(Update: As described the March 2018 article titled LMST Open Space and School Construction, a favorable decision was made in late 2017 regarding providing a pedestrian-oriented site design and construction moved ahead in the Spring of 2018.)
The public has been excluded from participating in the design of LMST . The absence of public collaboration has produced a site plan that is incompatible with the pedestrian-oriented character of the surrounding neighborhood. What follows are points explaining why it is important to involve community stakeholders.
Cities Offering Highest Quality of Life Prioritize Pedetrians Over Cars
When considering the site design for LMST school, it's relevant to ask what makes a city a great place to live? For years, cities appearing at the top of Mercer’s annual Quality of Living Ranking have been widely admired and understood to provide some of the most desirable places to live around the globe. Currently, the top five are Vienna, Zurich, Auckland, Munich, and Vancouver. A shared feature across these cities is their pedestrian-oriented nature. They’re places where people using their feet to get around are prioritized over automobiles. Here in Canada, Vancouver has a stated urban design policy which mandates that pedestrians are considered above all else when evaluating development proposals.
HRM Center Plan Aims to Make City More Pestrian-Oriented
With the HRM Center Plan, Halifax has made its first decisive move towards adopting pedestrian-oriented development policies. In doing so, it takes a step closer to operating more like admired cities elsewhere such as Vancouver and Munich. This shift is widely embraced by Haligonians because they understand that Halifax offers a high quality of life in spite of its history of planning and development mistakes. With each of these mistakes, the city is degraded just a little bit further.
LMST Site Plan Undermines HRM Center Plan
Given the prominence of HRM’s Center Plan, it’s particularly tragic that the site plan for the first elementary school to be built in Halifax in over fifty years will be decidedly suburban in nature and prioritize the automobile over the pedestrian. From the beginning, the site plan for LMST (near Dalhousie University) was shaped by input from a handful of abutting property owners and a few people on a school committee.
LMST Had No Open Public Collaborative Design Process
The continued absence of an open, collaborative design process for LMST Elementary School is troubling given the school’s central importance to the community. It is a public building of interest to thousands of people and its construction is funded by taxpayer dollars.
Site Plan Unveiled to a Small Audience - General Public Remains Unaware
The 15-December presentation of the LMST building and site design was unveiled to approximately three dozen people. The small number of attendees is a direct consequence of there no being no formal, clearly defined stakeholder engagement plan and execution. The broader public—beyond adjacent property owners and a small number of parents on a school committee—was never considered relevant to the process.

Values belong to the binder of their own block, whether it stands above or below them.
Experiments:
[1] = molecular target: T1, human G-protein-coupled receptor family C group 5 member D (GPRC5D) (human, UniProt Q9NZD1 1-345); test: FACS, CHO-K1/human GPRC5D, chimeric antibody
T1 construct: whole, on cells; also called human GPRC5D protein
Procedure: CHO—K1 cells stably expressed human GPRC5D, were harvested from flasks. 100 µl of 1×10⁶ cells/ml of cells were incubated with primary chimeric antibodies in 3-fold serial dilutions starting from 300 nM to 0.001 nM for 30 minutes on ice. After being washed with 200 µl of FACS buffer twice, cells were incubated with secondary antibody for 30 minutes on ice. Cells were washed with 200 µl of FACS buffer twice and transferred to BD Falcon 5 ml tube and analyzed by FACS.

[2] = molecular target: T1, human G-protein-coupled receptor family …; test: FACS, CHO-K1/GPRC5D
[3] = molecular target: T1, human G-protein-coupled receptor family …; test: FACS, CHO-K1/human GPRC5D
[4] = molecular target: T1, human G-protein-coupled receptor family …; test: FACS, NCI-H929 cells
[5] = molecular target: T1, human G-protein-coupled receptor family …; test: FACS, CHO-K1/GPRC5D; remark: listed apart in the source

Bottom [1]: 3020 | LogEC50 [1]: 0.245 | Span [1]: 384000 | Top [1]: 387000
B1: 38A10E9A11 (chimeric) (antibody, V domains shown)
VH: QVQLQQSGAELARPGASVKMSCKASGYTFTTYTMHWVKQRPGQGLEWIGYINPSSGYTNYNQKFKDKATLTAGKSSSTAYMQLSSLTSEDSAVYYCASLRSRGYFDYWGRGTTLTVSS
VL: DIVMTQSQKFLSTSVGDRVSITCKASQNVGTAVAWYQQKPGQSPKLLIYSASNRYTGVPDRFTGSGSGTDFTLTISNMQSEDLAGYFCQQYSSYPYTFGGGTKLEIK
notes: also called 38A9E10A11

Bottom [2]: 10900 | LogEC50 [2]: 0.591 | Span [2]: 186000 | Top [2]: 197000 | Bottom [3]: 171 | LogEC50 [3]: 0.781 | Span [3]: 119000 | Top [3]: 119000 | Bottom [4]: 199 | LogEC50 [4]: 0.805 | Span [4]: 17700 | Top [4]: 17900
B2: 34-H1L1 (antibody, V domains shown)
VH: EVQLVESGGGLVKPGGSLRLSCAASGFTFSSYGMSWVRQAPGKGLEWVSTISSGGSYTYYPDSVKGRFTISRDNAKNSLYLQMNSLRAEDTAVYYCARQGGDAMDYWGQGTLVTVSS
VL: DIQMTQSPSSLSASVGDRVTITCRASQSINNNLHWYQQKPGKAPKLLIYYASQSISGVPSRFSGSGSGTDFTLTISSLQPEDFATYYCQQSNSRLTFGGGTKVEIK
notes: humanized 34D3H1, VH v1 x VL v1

Province Used Open Collaborative Design Process for Citadel H.S.
The province has executed two public charrettes in the recent past. One of these was for Halifax Citadel High School and the second was for a school in Porters Lake. The fact charrettes took place indicates provincial staff recognized the importance of public input in the recent past.
Pedestrian-Oreiented Nature of LMST Site Warrants a Public Process
Given the pedestrian-oriented nature of LMST and its surroundings, site design is inherently more complex/contentious than either Citadel or Porters Lake, demanding the creativity that accompanies collaboration.
Small Group of Individuals Shaped Site Design
The absence of a public process has resulted in a small group of people whose homes are adjacent to the site to shape the design without considering the broader needs of the larger community.
Latest Site Design Replaces a Playground with a Parking Lot
A subsequent redesign of the site plan was delivered to adjacent property owners in February 2017. Like the first site plan, this plan was not developed with public input. Additionally, it was only shared with adjacent owners who enjoy special access to decision-makers.
No Project Artifacts Have Been Produced
There are no publicly available documents of the sort typically produced for a project as visible as LMST. What’s missing entirely are documents that should have been prepared by provincial staff which:
Document the planning process to apprise the public and other stakeholders (e.g. teachers, HRSB administrators) regarding the overall approach to the plan’s development.
Document who was involved and how decisions were made to establish a permanent record of accountability. In practice this means the plan should identify all members of the project team as well as stakeholders identified by the team (both individuals and broader categories of people) that need to be contacted in order to give them the opportunity to participate in the process.
Establish a timeframe of activities to clarify when and how stakeholders will be engaged in the planning process. A schedule should follow as soon as practical.
High Rates of Participation Empower Communities
Stakeholders go well beyond a small group of adjacent home owners and include:
1. Families of all current students at the school
2. Teachers at the school
3. Every household in the area bound by Oxford/Robie and Quinpool/University *
4. HRSB administrators
5. Provincial staff
6. Municipal staff **
* Everybody in the community has a vested interest in how the school is designed regardless of whethter they presently have children attending.
* Coordination exists between municipal/provincial staff in other provinces
Bottom Line: The public deserves a seat at the table.